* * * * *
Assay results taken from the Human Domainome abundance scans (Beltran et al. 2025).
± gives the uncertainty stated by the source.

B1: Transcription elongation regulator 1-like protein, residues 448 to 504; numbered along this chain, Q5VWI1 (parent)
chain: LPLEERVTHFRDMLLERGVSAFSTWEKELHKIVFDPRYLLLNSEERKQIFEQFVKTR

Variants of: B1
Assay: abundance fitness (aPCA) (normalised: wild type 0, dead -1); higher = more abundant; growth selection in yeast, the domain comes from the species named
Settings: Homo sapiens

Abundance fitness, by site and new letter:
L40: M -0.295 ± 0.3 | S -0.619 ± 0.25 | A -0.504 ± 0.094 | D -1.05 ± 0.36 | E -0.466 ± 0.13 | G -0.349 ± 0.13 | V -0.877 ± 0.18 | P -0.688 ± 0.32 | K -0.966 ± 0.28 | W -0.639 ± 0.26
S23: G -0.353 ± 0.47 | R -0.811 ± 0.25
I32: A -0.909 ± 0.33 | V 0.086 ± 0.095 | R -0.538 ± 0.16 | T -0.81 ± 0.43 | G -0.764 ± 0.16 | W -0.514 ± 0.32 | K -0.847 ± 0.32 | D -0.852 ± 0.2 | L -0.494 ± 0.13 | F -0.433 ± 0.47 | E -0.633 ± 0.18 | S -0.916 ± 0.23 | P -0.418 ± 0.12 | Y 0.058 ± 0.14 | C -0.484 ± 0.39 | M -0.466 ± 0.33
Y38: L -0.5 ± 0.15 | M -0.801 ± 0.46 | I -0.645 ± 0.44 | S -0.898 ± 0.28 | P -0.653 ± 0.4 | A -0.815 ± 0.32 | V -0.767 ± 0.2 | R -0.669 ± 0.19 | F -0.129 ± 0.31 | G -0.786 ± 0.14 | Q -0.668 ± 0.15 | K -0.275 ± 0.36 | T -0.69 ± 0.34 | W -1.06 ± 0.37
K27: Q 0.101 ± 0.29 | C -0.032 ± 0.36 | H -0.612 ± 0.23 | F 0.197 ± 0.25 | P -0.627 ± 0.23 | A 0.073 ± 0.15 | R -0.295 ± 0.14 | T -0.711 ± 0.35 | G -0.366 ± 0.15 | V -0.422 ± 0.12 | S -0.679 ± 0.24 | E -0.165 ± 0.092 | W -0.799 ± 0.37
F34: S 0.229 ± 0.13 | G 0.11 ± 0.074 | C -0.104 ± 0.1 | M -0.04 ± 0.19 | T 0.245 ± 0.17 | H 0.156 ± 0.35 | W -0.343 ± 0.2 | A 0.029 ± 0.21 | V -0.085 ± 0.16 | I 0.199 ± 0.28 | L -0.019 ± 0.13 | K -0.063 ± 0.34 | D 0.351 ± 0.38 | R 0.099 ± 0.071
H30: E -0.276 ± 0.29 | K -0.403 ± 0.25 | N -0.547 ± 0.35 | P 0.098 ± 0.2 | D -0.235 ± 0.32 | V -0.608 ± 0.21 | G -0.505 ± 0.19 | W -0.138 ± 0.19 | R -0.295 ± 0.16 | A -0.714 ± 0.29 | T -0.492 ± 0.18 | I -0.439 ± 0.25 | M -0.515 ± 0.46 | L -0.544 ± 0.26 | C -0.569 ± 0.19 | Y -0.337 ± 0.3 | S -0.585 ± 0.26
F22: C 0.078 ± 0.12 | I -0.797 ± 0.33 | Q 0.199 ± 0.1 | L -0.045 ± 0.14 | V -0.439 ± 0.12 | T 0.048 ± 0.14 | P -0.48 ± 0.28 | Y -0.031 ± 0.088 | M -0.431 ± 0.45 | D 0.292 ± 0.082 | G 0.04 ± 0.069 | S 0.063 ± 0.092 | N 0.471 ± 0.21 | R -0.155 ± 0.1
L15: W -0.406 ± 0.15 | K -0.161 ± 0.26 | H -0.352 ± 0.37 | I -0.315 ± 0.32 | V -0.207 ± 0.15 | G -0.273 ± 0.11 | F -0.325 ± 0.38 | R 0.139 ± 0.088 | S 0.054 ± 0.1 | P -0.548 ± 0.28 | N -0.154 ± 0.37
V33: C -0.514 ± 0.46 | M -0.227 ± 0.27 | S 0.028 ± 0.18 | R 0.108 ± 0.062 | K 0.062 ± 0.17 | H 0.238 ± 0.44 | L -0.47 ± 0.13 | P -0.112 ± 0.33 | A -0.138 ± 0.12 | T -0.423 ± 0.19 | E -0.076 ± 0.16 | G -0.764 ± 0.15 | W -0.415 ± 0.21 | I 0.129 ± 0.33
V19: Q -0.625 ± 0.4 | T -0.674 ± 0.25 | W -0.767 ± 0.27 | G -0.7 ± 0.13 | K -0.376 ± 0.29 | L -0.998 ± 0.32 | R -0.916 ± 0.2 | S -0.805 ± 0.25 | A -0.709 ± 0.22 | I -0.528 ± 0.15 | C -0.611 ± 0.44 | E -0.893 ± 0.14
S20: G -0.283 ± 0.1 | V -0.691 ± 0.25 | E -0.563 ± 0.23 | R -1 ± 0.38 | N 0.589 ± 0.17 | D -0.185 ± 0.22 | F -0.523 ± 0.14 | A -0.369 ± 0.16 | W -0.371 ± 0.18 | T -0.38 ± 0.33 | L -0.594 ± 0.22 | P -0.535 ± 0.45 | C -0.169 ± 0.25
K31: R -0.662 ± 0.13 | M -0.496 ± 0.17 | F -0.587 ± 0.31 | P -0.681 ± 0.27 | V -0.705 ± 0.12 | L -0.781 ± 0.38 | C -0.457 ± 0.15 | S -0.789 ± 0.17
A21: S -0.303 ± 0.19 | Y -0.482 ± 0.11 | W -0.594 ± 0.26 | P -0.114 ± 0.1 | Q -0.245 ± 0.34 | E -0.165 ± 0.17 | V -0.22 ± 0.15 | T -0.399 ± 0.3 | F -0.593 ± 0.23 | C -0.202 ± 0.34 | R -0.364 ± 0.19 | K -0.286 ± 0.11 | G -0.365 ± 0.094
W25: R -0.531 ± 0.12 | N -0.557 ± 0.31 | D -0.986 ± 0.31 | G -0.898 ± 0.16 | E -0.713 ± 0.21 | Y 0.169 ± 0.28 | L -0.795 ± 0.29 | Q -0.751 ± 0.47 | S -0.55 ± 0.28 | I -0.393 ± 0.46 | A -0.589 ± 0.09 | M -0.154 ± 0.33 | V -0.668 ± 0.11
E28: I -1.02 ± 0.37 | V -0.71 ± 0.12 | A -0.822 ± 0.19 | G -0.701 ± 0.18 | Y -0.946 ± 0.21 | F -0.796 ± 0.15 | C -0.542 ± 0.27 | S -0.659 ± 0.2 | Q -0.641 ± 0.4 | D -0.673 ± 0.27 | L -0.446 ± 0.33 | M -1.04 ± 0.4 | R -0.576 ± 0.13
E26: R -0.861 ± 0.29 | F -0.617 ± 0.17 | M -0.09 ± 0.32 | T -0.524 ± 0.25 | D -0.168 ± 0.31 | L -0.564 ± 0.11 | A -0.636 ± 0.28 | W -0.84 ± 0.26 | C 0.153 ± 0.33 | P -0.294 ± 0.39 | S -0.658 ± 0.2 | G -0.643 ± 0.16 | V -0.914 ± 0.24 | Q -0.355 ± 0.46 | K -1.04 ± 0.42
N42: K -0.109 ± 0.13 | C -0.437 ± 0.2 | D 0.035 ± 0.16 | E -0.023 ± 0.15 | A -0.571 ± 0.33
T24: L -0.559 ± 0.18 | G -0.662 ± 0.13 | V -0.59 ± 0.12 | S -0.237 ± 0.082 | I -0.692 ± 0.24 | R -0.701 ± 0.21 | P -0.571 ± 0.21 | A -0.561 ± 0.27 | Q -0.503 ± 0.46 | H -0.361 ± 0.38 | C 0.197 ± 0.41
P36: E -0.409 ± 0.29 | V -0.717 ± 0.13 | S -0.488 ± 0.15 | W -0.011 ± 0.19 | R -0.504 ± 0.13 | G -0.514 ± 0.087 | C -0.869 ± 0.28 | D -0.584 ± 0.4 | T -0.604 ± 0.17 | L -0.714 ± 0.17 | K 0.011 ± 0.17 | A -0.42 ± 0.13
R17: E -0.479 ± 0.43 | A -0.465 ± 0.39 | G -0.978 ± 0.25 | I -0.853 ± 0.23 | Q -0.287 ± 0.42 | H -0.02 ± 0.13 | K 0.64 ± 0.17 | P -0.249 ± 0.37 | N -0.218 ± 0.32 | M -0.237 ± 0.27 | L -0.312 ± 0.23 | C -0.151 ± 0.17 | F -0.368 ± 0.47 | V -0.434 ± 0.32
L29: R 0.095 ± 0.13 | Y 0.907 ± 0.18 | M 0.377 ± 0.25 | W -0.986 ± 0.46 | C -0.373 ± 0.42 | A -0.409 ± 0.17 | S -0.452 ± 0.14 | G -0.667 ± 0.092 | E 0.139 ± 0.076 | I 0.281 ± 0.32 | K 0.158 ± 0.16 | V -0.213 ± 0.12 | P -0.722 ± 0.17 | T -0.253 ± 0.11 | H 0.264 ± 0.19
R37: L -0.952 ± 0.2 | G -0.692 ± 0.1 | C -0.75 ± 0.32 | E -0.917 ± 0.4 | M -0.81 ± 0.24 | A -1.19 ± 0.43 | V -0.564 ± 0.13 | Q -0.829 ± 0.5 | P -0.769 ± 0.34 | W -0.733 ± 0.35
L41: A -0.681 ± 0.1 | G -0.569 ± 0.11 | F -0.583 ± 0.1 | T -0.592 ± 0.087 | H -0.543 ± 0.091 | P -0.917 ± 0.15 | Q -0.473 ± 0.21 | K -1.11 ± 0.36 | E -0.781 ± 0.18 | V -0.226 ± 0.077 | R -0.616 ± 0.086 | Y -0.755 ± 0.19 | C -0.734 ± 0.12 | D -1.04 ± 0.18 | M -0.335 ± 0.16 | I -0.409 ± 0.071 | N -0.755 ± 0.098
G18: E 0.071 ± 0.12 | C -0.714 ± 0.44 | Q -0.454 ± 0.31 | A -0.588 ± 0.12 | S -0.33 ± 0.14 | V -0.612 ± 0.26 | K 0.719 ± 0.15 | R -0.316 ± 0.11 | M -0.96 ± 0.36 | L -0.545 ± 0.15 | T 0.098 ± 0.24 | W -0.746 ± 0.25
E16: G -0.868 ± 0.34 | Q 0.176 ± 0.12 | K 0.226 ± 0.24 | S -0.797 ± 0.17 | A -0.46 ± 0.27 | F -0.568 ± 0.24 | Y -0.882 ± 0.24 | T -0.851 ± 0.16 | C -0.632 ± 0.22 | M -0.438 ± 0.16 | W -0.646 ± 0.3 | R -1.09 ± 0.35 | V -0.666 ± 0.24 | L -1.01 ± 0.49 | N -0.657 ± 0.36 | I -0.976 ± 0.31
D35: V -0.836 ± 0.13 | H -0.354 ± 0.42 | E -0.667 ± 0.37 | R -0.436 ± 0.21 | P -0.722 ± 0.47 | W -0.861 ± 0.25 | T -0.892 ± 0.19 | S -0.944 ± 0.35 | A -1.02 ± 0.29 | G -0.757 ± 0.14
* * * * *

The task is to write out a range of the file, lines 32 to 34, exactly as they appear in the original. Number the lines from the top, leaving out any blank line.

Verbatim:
L41: A -0.681 ± 0.1 | G -0.569 ± 0.11 | F -0.583 ± 0.1 | T -0.592 ± 0.087 | H -0.543 ± 0.091 | P -0.917 ± 0.15 | Q -0.473 ± 0.21 | K -1.11 ± 0.36 | E -0.781 ± 0.18 | V -0.226 ± 0.077 | R -0.616 ± 0.086 | Y -0.755 ± 0.19 | C -0.734 ± 0.12 | D -1.04 ± 0.18 | M -0.335 ± 0.16 | I -0.409 ± 0.071 | N -0.755 ± 0.098
G18: E 0.071 ± 0.12 | C -0.714 ± 0.44 | Q -0.454 ± 0.31 | A -0.588 ± 0.12 | S -0.33 ± 0.14 | V -0.612 ± 0.26 | K 0.719 ± 0.15 | R -0.316 ± 0.11 | M -0.96 ± 0.36 | L -0.545 ± 0.15 | T 0.098 ± 0.24 | W -0.746 ± 0.25
E16: G -0.868 ± 0.34 | Q 0.176 ± 0.12 | K 0.226 ± 0.24 | S -0.797 ± 0.17 | A -0.46 ± 0.27 | F -0.568 ± 0.24 | Y -0.882 ± 0.24 | T -0.851 ± 0.16 | C -0.632 ± 0.22 | M -0.438 ± 0.16 | W -0.646 ± 0.3 | R -1.09 ± 0.35 | V -0.666 ± 0.24 | L -1.01 ± 0.49 | N -0.657 ± 0.36 | I -0.976 ± 0.31